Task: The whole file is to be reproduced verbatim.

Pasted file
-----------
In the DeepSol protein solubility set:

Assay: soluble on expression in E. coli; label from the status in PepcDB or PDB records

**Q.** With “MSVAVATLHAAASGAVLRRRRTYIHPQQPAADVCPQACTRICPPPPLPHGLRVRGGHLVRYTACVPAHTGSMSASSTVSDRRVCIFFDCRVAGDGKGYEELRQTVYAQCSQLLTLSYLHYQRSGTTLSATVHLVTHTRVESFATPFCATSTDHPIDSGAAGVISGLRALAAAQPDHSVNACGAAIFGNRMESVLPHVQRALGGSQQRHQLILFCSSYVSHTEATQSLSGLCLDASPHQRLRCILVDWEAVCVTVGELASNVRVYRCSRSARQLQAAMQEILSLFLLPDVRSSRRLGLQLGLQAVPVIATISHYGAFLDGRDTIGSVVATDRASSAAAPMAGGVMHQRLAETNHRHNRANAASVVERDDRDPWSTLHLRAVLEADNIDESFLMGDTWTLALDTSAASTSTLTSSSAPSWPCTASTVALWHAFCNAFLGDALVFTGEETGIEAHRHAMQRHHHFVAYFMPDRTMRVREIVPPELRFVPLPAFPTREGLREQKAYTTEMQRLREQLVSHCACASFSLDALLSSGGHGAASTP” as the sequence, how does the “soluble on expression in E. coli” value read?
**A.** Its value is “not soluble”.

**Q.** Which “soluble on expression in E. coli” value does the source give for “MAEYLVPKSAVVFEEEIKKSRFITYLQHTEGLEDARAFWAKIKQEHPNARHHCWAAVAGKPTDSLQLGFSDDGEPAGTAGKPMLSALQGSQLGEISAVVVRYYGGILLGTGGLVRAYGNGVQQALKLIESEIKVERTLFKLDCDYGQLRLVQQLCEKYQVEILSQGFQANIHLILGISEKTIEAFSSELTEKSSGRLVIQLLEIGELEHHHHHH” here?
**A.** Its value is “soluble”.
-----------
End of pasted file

In the DeepSol protein solubility set:

Assay: soluble on expression in E. coli; label from the status in PepcDB or PDB records

**Q.** With “MSVAVATLHAAASGAVLRRRRTYIHPQQPAADVCPQACTRICPPPPLPHGLRVRGGHLVRYTACVPAHTGSMSASSTVSDRRVCIFFDCRVAGDGKGYEELRQTVYAQCSQLLTLSYLHYQRSGTTLSATVHLVTHTRVESFATPFCATSTDHPIDSGAAGVISGLRALAAAQPDHSVNACGAAIFGNRMESVLPHVQRALGGSQQRHQLILFCSSYVSHTEATQSLSGLCLDASPHQRLRCILVDWEAVCVTVGELASNVRVYRCSRSARQLQAAMQEILSLFLLPDVRSSRRLGLQLGLQAVPVIATISHYGAFLDGRDTIGSVVATDRASSAAAPMAGGVMHQRLAETNHRHNRANAASVVERDDRDPWSTLHLRAVLEADNIDESFLMGDTWTLALDTSAASTSTLTSSSAPSWPCTASTVALWHAFCNAFLGDALVFTGEETGIEAHRHAMQRHHHFVAYFMPDRTMRVREIVPPELRFVPLPAFPTREGLREQKAYTTEMQRLREQLVSHCACASFSLDALLSSGGHGAASTP” as the sequence, how does the “soluble on expression in E. coli” value read?
**A.** Its value is “not soluble”.

**Q.** Which “soluble on expression in E. coli” value does the source give for “MAEYLVPKSAVVFEEEIKKSRFITYLQHTEGLEDARAFWAKIKQEHPNARHHCWAAVAGKPTDSLQLGFSDDGEPAGTAGKPMLSALQGSQLGEISAVVVRYYGGILLGTGGLVRAYGNGVQQALKLIESEIKVERTLFKLDCDYGQLRLVQQLCEKYQVEILSQGFQANIHLILGISEKTIEAFSSELTEKSSGRLVIQLLEIGELEHHHHHH” here?
**A.** Its value is “soluble”.